The Industrialised Food System In America Media Essay
|✅ Paper Type: Free Essay||✅ Subject: Media|
|✅ Wordcount: 1993 words||✅ Published: 1st Jan 2015|
Food Inc. Exposes America’s industrialised food system and its effects on our environment, health, economy & workers’ rights. This food industry does not want its consumer to know what exactly it is that they are eating because if they got to know what really goes into the making of their food, they would be repelled by it. The American Food Industry is thus gover
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ned by the mantra of faster, fatter, bigger and cheaper which thus drives their profits. The food has been priced so cheap that the average American consumer would choose it over healthier option merely on the basis is price. One would thus be surprised to know how many foods is just a mere rearrangement of corn. Which is why the U.S. government has been attempting to make illegal, the publication of any photo of food processing. (Kenner, 2009). The book brings to light several issues:
Animals being treated like machinery, getting upgrades and tune ups just to be brutally slaughtered. The genetic modification of food. (Puddz, 2010)
Bacteria like E. Coli present in our food because of their presence in the cow’s gut. (Puddz, 2010)
The question of whether or not people have the right to know about their food and who is responsible to keep it safe. Consumers are unaware of how their food is processed and what does it exactly contain. Corporations go to great lengths to protect their names. (Puddz, 2010)
Healthy organic food being expensive than junk food thus is inaccessible to the average family. (Puddz, 2010)
Unskilled labourers in the industrialised food industry have low wages, bad working conditions and no union to represent them. (Puddz, 2010)
American corporations putting profit ahead of the lives of the people, the livelihood of the American farmer, the safety of their worker and the environment at risk. (Puddz, 2010)
We will attempt to look at some of these issues within the framework of certain theories
1. The World at Risk- (explained with the help of Ulrich Beck’s World Risk Theory)
Ulrich Beck has tried to provide an understanding into how both risk and progress have managed to co- exist and develop in a society. His work has focussed on many areas which attempt to explain global pandemics such as SARS, AIDS etc. and the increasing health risks associated as technology develops in the area of food production. E.g. pollutants, radiations, toxic chemicals that are used in the production of food. Beck’s Theory in one sense attempts to explain how complex hidden relationships between technology and political institutions has lead to a scenario where the health of the people has been compromised as they have no control or influence whatsoever on the forces of food production. They are mere recipients of the same. It also subtly appreciates how modernity and scientific technology has managed to gain mastery over what we consume and the communication in this regard. Although this modernist project has managed to rid humanity of it over dependence on nature for survival with the help of technological breakthroughs it has reached a point in its transformations where it is moving into a state of reflexive modernity.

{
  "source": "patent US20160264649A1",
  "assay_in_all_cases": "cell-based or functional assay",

According to Beck, an advantage of this industrial modernity has been its ability to cross geographical borders and infiltrate cultures across countries. The presence of fast food chains across most developed and developing nations is an evidence of this fact. Non domestic economic actors thus in association with legislation through domestic actors play a vital role in the spread of industrial modernity across the globe. Thus although industrial modernity has given the liberty to most nations to give up their over reliance on nature for sustainability, it has also implanted the disease of unhealthy eating. (Jarvis)
In the face of accepting capital investment from these conglomerates, the nation then has to make secondary the welfare of the state as it cuts down on corporate tax (which it promises them at the time of competing for foreign direct investment) as well as displaces the income and employment of domestic nationals who relied heavily on the demand from the people on natural resources for their survival. The state shirks away its traditional responsibilities and makes individual security therefore an individual affair thus giving rise a number of other income generators for the state such as insurance.
In order to generate the maximum income from newer markets, foreign investors now try to flood the market with goods that totally replace the need for locally made products or services. Thus while encouraging habit of unhealthy eating and an over reliance on ready made goods (the justification for which by most people is lack of time to prepare the food which is absurd considering the amount of time people spend on social networking sites which has made facebook a booming business today); they also attack the livelihood of the people which forms the premise of the economy of the country. Thus technological advancement has led to a situation where people are blatantly accepting the risks associated with it as a part and parcel of life without realising that they have every right to not have to live with a ticking time bomb every day. Technological advancements in the food industry have had adverse impacts on the agricultural industry in America, had a radical impact on the average American diet and have increased the incidences of obesity, diabetes and other lifestyle diseases.
2. The question of Human Rights explained with the help of the Universalism School of thought